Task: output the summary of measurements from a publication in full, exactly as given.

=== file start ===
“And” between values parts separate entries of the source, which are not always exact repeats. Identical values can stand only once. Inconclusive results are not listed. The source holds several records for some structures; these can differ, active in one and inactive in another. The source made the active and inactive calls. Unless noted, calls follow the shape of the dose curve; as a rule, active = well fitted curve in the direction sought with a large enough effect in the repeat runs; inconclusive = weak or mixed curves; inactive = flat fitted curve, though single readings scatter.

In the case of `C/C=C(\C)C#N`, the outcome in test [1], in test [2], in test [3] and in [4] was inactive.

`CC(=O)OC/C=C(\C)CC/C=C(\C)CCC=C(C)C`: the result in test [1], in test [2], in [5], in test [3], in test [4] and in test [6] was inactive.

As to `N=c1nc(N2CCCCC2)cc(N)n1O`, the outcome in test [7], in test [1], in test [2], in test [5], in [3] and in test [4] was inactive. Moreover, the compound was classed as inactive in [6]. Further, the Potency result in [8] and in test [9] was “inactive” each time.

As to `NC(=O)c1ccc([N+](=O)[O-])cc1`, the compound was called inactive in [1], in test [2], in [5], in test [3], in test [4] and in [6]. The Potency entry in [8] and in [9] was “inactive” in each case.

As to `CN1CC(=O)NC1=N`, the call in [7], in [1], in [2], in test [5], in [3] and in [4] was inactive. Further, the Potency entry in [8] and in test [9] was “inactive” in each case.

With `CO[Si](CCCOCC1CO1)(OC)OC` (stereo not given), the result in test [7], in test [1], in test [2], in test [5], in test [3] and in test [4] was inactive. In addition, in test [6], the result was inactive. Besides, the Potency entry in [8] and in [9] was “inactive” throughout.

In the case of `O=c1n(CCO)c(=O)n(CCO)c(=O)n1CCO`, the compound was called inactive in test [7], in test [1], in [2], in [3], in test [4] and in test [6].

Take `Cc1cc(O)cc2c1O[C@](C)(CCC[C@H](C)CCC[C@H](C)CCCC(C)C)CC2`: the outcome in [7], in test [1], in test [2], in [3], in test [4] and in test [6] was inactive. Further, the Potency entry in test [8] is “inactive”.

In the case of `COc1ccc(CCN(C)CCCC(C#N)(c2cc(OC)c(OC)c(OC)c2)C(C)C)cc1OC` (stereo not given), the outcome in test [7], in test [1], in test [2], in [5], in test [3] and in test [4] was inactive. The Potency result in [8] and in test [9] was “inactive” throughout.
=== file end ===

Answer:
“And” between values parts separate entries of the source, which are not always exact repeats. Identical values can stand only once. Inconclusive results are not listed. The source holds several records for some structures; these can differ, active in one and inactive in another. The source made the active and inactive calls. Unless noted, calls follow the shape of the dose curve; as a rule, active = well fitted curve in the direction sought with a large enough effect in the repeat runs; inconclusive = weak or mixed curves; inactive = flat fitted curve, though single readings scatter.

In the case of `C/C=C(\C)C#N`, the outcome in test [1], in test [2], in test [3] and in [4] was inactive.

`CC(=O)OC/C=C(\C)CC/C=C(\C)CCC=C(C)C`: the result in test [1], in test [2], in [5], in test [3], in test [4] and in test [6] was inactive.

As to `N=c1nc(N2CCCCC2)cc(N)n1O`, the outcome in test [7], in test [1], in test [2], in test [5], in [3] and in test [4] was inactive. Moreover, the compound was classed as inactive in [6]. Further, the Potency result in [8] and in test [9] was “inactive” each time.

As to `NC(=O)c1ccc([N+](=O)[O-])cc1`, the compound was called inactive in [1], in test [2], in [5], in test [3], in test [4] and in [6]. The Potency entry in [8] and in [9] was “inactive” in each case.

As to `CN1CC(=O)NC1=N`, the call in [7], in [1], in [2], in test [5], in [3] and in [4] was inactive. Further, the Potency entry in [8] and in test [9] was “inactive” in each case.

With `CO[Si](CCCOCC1CO1)(OC)OC` (stereo not given), the result in test [7], in test [1], in test [2], in test [5], in test [3] and in test [4] was inactive. In addition, in test [6], the result was inactive. Besides, the Potency entry in [8] and in [9] was “inactive” throughout.

In the case of `O=c1n(CCO)c(=O)n(CCO)c(=O)n1CCO`, the compound was called inactive in test [7], in test [1], in [2], in [3], in test [4] and in test [6].

Take `Cc1cc(O)cc2c1O[C@](C)(CCC[C@H](C)CCC[C@H](C)CCCC(C)C)CC2`: the outcome in [7], in test [1], in test [2], in [3], in test [4] and in test [6] was inactive. Further, the Potency entry in test [8] is “inactive”.

In the case of `COc1ccc(CCN(C)CCCC(C#N)(c2cc(OC)c(OC)c(OC)c2)C(C)C)cc1OC` (stereo not given), the outcome in test [7], in test [1], in test [2], in [5], in test [3] and in test [4] was inactive. The Potency result in [8] and in test [9] was “inactive” throughout.